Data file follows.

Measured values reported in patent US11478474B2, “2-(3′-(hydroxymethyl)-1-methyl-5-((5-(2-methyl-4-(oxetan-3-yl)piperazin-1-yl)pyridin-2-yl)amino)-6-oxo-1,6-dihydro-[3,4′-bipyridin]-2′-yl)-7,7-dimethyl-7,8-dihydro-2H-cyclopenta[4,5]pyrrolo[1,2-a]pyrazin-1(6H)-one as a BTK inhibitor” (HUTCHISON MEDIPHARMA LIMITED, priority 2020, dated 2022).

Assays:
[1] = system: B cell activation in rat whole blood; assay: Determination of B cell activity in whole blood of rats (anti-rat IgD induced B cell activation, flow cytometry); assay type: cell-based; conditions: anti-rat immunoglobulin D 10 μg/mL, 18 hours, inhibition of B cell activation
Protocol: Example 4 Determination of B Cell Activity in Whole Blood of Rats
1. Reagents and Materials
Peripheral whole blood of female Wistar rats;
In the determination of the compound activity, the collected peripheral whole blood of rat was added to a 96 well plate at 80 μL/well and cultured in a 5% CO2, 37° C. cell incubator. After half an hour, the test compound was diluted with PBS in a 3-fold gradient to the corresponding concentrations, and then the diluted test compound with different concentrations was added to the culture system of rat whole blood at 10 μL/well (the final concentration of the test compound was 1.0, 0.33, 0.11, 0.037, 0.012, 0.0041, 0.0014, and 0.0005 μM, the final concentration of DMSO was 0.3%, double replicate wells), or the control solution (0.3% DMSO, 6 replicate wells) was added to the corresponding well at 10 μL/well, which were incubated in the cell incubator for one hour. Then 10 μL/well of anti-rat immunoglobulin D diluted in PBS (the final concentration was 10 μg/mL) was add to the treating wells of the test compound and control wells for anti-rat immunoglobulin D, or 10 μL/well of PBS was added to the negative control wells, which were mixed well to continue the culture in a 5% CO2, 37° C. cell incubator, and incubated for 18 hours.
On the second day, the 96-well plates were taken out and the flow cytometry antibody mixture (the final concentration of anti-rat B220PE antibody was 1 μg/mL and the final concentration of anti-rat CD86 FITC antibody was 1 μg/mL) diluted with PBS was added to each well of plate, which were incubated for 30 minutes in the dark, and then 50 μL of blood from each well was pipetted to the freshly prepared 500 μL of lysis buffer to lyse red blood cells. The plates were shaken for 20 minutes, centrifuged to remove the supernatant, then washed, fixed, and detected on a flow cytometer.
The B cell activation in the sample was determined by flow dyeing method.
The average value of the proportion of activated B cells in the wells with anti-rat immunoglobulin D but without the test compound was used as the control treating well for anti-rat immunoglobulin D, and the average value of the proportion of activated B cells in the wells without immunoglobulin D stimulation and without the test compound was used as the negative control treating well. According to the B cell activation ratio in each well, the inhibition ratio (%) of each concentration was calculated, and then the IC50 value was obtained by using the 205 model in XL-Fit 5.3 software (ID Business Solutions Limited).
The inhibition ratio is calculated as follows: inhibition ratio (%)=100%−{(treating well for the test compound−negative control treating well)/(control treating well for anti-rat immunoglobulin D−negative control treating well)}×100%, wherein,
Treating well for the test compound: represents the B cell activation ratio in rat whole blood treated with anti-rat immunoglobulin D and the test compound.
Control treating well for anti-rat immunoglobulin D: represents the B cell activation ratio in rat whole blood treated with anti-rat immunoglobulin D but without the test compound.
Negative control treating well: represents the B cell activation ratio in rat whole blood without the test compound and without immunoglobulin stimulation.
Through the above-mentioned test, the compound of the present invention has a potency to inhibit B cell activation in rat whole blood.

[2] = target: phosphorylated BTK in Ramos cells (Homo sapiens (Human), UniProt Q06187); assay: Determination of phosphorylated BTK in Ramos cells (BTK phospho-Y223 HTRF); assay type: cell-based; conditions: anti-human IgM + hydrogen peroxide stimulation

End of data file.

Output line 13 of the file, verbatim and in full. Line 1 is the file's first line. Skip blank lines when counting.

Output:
Control treating well for anti-rat immunoglobulin D: represents the B cell activation ratio in rat whole blood treated with anti-rat immunoglobulin D but without the test compound.